What Brooklyn looked like in summer 1820

Landscape artist Francis Guy painted “Summer View of Brooklyn” in 1820 from the vantage point of 11 Front Street in today’s DUMBO.

That means this collection of tidy barns and houses would be located under the Brooklyn Bridge. That even looks like a nascent Manhattan skyline, with steeples, in the distance.


Things have changed a lot in 195 years. A summer view of today’s Brooklyn from Front Street would look more like this, with crowds sweltering on line at Grimaldi’s pizza.


Guy painted the same scene from Front Street in winter 1820 as well. The winter scene is more detailed, with various residents working and going about their day.

Who were the hardy Brooklynites he depicted? This key from the Brooklyn Museum decodes their names and which house belonged to who.

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9 Responses to “What Brooklyn looked like in summer 1820”

  1. Monit Khanna Says:

    Reblogged this on monitkhanna and commented:
    Amazing discovery… loved reading it! This makes me love New York Even more

  2. Untapped Staff Picks: Imagining The Shape of NYC’s Skyline, Brooklyn Construction Murals | Untapped Cities Says:

    […] What Brooklyn Looked Like in Summer 1820 [Ephemeral New York] […]

  3. Catherine Says:

    I have a deep fondness for Brooklyn. My dad was a Brooklynite..and as a NYC Police officer always waxed poetic about his days growing up in Brooklyn. It sometimes goes full circle. My oldest son is now living in Williamsburg and I treasure every visit back. Nice post–thanks!

  4. ephemeralnewyork Says:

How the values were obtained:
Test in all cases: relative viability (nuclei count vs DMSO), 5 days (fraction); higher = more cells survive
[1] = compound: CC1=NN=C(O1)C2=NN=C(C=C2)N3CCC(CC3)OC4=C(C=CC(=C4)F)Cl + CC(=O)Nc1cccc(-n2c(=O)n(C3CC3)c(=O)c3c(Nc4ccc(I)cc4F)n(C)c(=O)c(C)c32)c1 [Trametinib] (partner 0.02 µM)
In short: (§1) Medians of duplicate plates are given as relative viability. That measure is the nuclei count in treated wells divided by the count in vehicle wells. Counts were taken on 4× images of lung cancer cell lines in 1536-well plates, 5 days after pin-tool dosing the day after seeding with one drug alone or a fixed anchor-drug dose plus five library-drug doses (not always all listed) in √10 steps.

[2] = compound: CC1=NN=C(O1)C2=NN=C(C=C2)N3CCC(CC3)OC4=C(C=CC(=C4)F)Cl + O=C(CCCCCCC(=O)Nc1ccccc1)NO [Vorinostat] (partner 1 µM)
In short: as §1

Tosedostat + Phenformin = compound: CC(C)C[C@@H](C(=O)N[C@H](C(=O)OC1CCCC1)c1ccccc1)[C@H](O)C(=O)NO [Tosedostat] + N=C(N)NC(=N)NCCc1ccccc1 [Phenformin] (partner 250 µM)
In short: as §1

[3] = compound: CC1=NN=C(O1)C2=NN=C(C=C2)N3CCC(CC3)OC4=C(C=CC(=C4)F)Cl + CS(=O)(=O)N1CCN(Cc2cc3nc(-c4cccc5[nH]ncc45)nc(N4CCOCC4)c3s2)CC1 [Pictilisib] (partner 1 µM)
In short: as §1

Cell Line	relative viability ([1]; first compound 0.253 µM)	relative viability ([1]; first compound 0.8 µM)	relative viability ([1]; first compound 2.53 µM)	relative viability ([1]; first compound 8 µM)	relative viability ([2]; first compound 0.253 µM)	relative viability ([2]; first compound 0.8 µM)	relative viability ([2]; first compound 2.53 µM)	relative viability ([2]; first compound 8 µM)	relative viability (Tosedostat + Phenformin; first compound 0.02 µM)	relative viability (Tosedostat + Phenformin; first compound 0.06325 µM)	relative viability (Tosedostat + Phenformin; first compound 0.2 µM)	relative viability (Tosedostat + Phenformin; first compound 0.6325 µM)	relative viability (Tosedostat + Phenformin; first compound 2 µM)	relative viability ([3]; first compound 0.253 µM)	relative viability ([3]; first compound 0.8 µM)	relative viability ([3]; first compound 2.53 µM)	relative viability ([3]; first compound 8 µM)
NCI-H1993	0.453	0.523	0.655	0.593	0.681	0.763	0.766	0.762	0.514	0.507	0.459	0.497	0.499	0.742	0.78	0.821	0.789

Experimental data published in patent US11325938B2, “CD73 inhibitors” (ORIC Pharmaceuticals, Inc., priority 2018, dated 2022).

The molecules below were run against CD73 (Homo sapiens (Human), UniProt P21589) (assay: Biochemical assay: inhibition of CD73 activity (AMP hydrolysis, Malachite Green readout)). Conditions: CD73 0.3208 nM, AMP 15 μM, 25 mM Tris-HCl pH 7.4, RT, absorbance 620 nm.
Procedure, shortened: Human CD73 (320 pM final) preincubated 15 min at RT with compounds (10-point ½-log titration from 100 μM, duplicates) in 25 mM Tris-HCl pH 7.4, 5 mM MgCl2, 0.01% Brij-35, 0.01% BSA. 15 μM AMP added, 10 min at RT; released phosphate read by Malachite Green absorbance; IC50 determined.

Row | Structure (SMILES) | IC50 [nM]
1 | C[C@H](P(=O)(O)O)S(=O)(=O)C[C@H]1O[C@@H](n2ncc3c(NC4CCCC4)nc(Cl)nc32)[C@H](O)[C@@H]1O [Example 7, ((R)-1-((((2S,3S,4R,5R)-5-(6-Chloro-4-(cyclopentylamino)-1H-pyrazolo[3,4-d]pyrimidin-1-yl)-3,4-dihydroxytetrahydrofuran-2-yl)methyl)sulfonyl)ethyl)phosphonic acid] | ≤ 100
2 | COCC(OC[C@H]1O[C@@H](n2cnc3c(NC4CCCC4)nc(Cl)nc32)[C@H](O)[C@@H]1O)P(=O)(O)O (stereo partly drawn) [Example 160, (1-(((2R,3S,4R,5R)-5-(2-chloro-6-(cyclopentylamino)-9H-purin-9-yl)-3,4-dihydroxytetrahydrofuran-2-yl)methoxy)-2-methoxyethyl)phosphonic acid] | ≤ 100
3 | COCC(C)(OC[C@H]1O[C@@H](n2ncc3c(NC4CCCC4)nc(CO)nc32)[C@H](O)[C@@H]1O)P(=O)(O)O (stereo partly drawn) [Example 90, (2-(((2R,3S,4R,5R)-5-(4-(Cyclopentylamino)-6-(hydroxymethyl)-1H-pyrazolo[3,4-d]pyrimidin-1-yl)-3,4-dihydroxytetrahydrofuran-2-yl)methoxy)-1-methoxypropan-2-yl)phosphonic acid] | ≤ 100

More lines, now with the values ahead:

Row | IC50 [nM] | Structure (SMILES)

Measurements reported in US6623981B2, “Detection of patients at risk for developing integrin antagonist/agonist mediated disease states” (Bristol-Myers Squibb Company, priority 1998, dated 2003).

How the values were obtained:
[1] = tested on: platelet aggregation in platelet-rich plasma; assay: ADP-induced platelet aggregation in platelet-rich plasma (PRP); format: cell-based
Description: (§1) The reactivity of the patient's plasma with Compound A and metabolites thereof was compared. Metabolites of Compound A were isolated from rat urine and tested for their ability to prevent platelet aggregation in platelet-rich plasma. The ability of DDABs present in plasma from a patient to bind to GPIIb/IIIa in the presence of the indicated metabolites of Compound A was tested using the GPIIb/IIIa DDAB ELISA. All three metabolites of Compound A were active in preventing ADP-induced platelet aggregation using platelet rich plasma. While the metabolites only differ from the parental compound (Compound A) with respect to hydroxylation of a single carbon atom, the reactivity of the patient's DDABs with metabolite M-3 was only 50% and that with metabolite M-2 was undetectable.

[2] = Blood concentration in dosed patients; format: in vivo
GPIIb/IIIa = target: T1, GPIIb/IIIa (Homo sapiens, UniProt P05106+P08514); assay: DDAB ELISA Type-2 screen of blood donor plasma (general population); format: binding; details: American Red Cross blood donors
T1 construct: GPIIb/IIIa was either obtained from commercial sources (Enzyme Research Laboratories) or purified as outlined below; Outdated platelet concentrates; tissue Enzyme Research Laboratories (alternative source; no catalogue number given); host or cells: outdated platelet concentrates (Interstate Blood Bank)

Thank you!

  5. Lady G. Says:

    Reblogged this on The Realm Of Olde Brooklyn and commented:
    I love these old paintings. If only I had a time machine, Brooklyn was quite a beautiful land way back then.

  6. Linkage: Resurgent Homeless?; Tishman Speyer’s LIC Megaproject | LIBERTY ALLIANCE Says:

    […] “increasing” homeless population [JVNY] · How Trump spends his money [TRD] · Brooklyn in the summer of 1820 [ENY] · Chris Christie says he would revisit Hudson River tunnel [Gothamist] · Pics from […]

  7. ReadingOtherPeople Says:

    Reblogged this on Reading Other People.

  8. fultonferrylandingassociation Says:

    Since the view from his studio at 11 Front Street was in a southerly direction, the steeples in the background could not have been located in Manhattan, and were probably from churches on Sands Street. St Ann’s was located at Sands and Washington Streets, and was demolished in 1880 to make way for the Brooklyn Bridge terminus.

  9. ephemeralnewyork Says:

    Thanks Fulton Ferry, cool info.

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